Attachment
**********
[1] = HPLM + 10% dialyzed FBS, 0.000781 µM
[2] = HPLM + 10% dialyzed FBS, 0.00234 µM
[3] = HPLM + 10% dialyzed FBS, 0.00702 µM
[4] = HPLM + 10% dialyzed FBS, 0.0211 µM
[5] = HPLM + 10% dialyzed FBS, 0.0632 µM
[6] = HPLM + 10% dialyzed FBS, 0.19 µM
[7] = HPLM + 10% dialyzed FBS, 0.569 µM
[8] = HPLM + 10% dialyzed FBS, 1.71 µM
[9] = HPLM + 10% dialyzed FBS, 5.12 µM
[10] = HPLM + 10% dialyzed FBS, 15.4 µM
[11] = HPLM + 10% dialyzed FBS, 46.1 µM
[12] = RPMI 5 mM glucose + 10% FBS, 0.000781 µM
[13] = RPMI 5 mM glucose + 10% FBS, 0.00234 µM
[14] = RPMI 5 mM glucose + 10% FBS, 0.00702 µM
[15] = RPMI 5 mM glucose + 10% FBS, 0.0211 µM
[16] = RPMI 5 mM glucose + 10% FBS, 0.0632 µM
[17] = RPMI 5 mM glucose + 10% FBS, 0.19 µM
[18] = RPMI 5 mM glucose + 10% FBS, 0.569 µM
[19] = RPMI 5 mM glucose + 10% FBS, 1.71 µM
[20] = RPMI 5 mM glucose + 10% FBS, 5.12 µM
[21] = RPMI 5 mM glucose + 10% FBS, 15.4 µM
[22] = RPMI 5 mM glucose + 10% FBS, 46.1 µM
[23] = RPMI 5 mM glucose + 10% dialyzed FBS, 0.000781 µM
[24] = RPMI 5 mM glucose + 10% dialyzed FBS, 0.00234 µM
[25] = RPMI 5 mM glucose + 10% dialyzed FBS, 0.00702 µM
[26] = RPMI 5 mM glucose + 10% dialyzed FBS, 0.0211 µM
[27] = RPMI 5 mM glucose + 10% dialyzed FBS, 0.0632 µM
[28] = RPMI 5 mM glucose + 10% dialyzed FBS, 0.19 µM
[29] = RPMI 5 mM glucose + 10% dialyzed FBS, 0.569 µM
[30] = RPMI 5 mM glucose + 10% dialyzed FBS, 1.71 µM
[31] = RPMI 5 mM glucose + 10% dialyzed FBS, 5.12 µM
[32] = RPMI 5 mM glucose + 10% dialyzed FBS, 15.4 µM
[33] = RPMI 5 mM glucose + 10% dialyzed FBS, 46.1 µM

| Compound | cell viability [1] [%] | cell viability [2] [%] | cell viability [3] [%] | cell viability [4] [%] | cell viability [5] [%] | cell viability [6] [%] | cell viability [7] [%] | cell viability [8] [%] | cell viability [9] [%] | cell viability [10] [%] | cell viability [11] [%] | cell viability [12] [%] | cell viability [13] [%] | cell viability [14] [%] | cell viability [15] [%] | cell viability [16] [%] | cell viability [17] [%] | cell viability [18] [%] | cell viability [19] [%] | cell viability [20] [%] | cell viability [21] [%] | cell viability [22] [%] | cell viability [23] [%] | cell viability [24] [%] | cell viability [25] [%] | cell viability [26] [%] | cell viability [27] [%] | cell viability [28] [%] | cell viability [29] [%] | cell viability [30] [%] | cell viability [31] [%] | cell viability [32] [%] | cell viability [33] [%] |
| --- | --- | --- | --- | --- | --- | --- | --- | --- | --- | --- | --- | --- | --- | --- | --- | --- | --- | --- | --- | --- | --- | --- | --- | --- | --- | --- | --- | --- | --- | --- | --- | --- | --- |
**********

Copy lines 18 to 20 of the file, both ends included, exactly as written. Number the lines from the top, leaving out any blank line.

[18] = RPMI 5 mM glucose + 10% FBS, 0.569 µM
[19] = RPMI 5 mM glucose + 10% FBS, 1.71 µM
[20] = RPMI 5 mM glucose + 10% FBS, 5.12 µM